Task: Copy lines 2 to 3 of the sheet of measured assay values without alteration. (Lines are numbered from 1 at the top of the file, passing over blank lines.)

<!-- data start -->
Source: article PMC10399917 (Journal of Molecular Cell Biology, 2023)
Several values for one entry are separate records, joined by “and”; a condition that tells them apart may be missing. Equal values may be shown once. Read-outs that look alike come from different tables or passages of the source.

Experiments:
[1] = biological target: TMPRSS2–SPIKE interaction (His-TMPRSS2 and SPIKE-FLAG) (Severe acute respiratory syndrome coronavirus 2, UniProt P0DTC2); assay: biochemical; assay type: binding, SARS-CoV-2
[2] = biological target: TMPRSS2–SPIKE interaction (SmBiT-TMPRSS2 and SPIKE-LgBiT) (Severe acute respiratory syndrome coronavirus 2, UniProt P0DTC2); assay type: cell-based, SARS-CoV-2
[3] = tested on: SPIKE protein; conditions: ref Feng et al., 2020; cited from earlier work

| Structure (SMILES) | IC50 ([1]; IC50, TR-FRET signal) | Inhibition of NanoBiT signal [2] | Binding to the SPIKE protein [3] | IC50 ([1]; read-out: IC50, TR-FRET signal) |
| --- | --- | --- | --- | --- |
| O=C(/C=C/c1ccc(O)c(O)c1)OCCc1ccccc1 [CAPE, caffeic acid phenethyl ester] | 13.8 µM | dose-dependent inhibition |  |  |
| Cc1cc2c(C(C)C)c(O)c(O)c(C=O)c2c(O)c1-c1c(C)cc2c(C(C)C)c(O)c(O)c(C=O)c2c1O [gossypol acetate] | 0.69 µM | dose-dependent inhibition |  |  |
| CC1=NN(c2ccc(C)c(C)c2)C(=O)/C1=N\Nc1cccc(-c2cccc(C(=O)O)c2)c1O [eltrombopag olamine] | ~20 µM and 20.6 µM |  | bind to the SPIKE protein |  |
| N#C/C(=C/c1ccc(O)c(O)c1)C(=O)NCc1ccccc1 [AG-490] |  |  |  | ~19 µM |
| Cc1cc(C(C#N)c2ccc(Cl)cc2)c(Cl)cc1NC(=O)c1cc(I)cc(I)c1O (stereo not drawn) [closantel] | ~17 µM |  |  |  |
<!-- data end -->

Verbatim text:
Several values for one entry are separate records, joined by “and”; a condition that tells them apart may be missing. Equal values may be shown once. Read-outs that look alike come from different tables or passages of the source.

Experiments: